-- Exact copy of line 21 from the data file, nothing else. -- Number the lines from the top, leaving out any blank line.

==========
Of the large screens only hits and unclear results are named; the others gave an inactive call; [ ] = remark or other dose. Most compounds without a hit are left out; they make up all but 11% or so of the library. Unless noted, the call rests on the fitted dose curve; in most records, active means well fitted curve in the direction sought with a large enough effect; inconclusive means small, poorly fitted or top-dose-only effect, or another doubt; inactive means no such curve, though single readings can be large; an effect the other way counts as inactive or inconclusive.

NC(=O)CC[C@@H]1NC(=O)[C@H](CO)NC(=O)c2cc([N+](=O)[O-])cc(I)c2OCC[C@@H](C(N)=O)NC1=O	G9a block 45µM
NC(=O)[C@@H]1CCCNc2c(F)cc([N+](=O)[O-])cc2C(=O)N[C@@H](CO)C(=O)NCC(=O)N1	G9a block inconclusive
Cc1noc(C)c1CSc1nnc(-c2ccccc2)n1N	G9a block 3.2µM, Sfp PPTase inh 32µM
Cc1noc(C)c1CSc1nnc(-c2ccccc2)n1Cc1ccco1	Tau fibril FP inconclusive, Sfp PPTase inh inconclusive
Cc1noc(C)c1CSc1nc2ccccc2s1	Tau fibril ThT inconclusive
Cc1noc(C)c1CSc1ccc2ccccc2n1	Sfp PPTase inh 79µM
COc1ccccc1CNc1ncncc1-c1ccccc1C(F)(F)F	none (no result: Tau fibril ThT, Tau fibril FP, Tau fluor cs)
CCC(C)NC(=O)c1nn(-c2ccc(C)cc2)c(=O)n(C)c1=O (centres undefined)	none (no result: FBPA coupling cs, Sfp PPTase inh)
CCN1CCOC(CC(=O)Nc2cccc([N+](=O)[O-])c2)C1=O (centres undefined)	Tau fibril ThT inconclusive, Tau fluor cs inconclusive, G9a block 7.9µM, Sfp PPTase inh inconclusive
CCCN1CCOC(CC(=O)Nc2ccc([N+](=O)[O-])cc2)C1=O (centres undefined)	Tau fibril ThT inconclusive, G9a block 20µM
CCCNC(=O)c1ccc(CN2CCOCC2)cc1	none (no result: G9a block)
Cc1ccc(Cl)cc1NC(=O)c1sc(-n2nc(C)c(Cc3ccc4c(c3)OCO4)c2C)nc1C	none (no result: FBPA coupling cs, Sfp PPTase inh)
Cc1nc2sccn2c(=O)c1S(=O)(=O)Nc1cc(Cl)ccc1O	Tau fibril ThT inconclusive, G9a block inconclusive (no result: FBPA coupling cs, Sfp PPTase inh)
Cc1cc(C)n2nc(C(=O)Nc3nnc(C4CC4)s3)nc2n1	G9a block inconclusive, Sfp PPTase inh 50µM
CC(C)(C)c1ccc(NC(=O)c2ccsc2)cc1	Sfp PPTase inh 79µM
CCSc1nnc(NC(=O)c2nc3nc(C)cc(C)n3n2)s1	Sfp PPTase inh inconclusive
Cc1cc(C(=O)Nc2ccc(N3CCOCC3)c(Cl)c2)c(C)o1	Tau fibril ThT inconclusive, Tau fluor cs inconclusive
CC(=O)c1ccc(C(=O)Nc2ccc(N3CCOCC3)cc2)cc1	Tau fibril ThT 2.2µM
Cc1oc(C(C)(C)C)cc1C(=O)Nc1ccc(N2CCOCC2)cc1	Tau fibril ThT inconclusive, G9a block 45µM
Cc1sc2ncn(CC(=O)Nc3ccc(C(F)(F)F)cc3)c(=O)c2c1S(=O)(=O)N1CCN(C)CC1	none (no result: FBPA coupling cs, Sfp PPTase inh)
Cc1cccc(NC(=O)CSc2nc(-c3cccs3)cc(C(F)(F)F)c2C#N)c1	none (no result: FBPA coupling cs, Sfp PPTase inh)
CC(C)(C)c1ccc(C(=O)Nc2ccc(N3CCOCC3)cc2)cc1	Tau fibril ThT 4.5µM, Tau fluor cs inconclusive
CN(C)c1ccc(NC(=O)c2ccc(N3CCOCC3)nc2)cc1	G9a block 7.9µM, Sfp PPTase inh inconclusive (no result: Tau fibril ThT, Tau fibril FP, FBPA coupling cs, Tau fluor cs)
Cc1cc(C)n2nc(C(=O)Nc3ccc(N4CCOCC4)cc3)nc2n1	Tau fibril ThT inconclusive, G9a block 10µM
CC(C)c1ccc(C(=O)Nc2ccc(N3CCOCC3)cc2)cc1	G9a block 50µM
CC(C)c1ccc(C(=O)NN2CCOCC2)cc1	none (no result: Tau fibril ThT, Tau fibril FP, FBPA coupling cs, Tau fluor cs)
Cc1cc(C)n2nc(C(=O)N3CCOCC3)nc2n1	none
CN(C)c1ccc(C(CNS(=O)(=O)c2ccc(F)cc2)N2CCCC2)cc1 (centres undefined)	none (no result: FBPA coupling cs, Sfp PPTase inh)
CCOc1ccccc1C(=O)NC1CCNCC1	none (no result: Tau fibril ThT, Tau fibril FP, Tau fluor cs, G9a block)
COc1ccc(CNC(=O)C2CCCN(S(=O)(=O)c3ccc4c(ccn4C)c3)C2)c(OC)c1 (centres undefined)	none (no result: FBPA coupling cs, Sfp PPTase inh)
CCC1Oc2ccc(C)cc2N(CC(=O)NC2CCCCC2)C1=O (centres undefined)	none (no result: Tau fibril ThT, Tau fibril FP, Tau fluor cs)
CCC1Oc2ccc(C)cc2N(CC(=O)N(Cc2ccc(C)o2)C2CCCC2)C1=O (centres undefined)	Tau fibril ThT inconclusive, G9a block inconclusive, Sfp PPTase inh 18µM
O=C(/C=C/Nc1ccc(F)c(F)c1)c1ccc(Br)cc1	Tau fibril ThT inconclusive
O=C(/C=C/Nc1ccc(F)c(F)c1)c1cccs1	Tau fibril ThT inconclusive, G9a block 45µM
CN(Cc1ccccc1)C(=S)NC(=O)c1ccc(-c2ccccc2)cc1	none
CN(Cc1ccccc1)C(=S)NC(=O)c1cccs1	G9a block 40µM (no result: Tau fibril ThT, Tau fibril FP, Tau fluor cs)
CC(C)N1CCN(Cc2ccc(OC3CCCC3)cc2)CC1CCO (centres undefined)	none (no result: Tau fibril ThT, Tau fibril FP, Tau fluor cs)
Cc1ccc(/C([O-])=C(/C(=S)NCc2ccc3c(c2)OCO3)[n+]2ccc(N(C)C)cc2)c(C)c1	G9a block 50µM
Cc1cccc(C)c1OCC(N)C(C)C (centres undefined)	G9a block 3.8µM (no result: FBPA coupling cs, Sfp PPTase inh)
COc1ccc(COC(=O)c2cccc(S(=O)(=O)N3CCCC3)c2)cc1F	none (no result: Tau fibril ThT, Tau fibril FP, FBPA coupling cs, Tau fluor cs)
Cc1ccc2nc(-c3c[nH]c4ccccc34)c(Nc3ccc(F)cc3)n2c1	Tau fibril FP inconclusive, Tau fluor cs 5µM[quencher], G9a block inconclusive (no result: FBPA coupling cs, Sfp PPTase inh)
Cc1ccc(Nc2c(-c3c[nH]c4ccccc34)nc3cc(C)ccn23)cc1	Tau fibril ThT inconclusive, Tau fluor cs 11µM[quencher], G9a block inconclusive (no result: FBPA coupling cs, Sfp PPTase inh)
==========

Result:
Cc1sc2ncn(CC(=O)Nc3ccc(C(F)(F)F)cc3)c(=O)c2c1S(=O)(=O)N1CCN(C)CC1	none (no result: FBPA coupling cs, Sfp PPTase inh)